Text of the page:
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The Promise

Cookbook editor and writer Fran McCullough struggled for many years to lose weight, and she's shared her solution: a low-carb diet.

In her book, Living Low-Carb, McCullough sums up low-carb diet plans, from Atkins to Paleo, and explains how each can help you lose weight. She also includes a collection of recipes to make low-carb living easier.

To help you avoid typical dieting pitfalls, the book includes how-tos for traveling, and tips to make weekly grocery shopping easier. You'll also find success stories from other low-carb dieters.

Does It Work?

Studies have shown that low-carb diets outperform low-fat diets for weight loss in the first year. But after a year, weight loss was about the same with both types of diets.

Low-carb diets seem to be fine for short-term weight loss. But whether they're safe over the long run is questionable.

Nutrition experts have some concerns with going very low-carb, if it means restricting foods like whole grains and certain fruits and vegetables. Also, the type of protein you eat matters. Too much red meat that isn't lean, for example, could be bad for your health.

What You Can Eat

If you want to go low-carb, McCullough suggests doing this:

  • Limit carbs to between 0 and 30 grams a day. How low you go depends on how much weight you want to lose.
  • Avoid white foods. That includes potatoes, rice, bread, flour, and sugar.
  • Make protein part of every meal. Eat about half a gram of protein for every pound of your ideal body weight daily. That works out to about 60 to 85 grams for an average-sized person.
  • Drink 8 to 12 eight-ounce glasses of water a day to flush toxins from your body.
  • Eat whole foods -- organic and raw, if possible.
  • Choose healthy fats. Olive oil, avocado, and nuts are smarter choices than butter and cheese.

Level of Effort: Medium

Following McCullough’s recipes and suggestions will make it easier to stick to a low-carb way of eating, but you will still need to count carbs and protein.

Limitations: If you don't want to give up every slice of white toast or baked potato, you’ll struggle with this approach. McCullough admits it's not for everyone. Anyone with kidney damage shouldn't do this diet, since eating too much protein can overwork the kidneys.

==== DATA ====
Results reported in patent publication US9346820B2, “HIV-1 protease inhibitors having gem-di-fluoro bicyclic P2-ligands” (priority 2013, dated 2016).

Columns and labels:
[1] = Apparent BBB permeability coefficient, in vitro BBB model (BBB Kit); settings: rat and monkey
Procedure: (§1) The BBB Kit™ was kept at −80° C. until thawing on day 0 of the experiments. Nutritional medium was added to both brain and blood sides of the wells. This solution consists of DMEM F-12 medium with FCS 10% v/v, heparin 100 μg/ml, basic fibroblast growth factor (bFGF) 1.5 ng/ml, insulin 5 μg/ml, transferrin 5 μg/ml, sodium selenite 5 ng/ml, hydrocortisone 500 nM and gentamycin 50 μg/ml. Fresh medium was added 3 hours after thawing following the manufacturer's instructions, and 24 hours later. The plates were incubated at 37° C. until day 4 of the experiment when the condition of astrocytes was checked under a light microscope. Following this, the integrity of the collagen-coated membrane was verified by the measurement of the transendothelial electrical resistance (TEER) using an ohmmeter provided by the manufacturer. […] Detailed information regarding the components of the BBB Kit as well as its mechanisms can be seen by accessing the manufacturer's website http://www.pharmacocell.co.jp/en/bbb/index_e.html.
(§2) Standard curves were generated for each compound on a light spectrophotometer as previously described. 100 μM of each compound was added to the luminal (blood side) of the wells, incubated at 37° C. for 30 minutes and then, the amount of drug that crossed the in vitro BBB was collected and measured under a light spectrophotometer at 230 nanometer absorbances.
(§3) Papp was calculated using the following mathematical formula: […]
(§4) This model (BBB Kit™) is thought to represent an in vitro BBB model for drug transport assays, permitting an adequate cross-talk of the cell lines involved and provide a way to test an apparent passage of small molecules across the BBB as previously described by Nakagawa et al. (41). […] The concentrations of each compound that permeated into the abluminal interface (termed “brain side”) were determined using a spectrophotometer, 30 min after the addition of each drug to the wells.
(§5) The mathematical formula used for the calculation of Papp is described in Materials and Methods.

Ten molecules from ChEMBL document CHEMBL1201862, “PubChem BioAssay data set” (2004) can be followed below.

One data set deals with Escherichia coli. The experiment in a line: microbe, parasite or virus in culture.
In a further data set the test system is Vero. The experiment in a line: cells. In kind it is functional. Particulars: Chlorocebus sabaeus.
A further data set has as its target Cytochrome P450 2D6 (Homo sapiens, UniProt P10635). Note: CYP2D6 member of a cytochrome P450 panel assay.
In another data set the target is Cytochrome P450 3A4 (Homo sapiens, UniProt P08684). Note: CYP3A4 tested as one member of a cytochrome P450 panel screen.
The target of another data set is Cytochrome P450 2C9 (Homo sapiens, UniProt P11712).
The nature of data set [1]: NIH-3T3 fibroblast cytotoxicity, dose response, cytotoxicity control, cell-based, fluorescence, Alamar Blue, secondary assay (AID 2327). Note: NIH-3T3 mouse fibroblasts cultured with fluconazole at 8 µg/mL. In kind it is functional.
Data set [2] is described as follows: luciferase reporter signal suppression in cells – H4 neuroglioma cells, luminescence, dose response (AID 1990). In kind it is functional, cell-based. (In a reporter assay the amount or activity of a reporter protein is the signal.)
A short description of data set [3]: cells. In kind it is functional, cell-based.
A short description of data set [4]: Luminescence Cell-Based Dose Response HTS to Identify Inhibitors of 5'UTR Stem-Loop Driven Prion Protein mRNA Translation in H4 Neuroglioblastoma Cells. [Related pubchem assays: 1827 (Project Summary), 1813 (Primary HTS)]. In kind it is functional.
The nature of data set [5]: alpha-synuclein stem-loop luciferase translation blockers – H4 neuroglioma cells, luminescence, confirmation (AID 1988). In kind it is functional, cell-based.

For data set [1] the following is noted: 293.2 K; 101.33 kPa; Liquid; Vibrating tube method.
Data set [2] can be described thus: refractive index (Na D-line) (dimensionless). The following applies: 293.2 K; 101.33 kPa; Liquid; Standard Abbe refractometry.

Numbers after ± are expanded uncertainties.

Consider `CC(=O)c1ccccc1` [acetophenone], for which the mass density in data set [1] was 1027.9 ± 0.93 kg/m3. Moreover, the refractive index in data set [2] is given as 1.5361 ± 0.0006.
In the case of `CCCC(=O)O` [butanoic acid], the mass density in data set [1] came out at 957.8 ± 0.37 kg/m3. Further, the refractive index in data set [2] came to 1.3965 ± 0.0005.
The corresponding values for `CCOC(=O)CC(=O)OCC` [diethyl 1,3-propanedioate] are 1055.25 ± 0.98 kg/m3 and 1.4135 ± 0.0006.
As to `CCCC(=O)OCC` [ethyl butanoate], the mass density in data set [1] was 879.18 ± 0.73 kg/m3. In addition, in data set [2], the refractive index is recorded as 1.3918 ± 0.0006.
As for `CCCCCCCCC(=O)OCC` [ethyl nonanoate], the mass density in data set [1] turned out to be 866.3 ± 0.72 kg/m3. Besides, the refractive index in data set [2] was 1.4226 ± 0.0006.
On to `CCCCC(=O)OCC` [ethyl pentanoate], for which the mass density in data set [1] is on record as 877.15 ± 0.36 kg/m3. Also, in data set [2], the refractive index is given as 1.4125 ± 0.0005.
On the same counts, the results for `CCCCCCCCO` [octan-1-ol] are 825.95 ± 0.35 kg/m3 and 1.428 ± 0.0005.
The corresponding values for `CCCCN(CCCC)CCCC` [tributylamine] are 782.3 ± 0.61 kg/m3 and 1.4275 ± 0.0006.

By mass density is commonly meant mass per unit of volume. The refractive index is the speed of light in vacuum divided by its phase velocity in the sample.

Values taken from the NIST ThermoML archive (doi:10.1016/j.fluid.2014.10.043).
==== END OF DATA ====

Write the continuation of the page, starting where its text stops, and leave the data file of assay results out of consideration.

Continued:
Cooking and shopping: Living Low-Carb has tips to help you navigate the supermarket, and 175 recipes for meal planning.

Packaged foods or meals: No.

In-person meetings: No.

Exercise: Recommended.

Does It Allow for Dietary Restrictions or Preferences?

Vegetarians and vegans: The diet is already restrictive, so vegetarians, and especially vegans, will need to make an effort to find enough foods to eat.

Gluten-free: Going low-carb isn't necessarily the same as going gluten-free. You would need to read food labels to look for possible sources of gluten.

What Else You Should Know

Cost: None apart from your food.

Support: You do this diet on your own.

What Brunilda Nazario, MD, Says:

Does It Work?

Yes, at least at first. Studies have shown that low-carb diets outperform low-fat diets for weight loss in the first year. But after a year, weight loss was about the same with both types of diets.

Studies have shown that diets that are higher in protein can make you feel fuller.

Is It Good for Certain Conditions?

It can work for anyone, but if you have high blood pressure or diabetes, ask your doctor how well your kidneys are working. A diet that is high in protein may be a limitation for you.

Also talk to your doctor if you take diuretics ("water pills"). Any high-protein diet can lead to an increase in ketones or ketosis and a well-known side-effect, bad breath. It can also spark a flare-up of gout.

The Final Word

This diet can help you lose weight, but it's not a comprehensive approach to weight management. As with any restrictive diet if you chose this approach it should only be used short term. To keep the weight off, then you also need to make lifestyle changes.

The upside to this approach is that it's simple. But like any diet, it may be more challenging if you live with people who aren't on the same plan.

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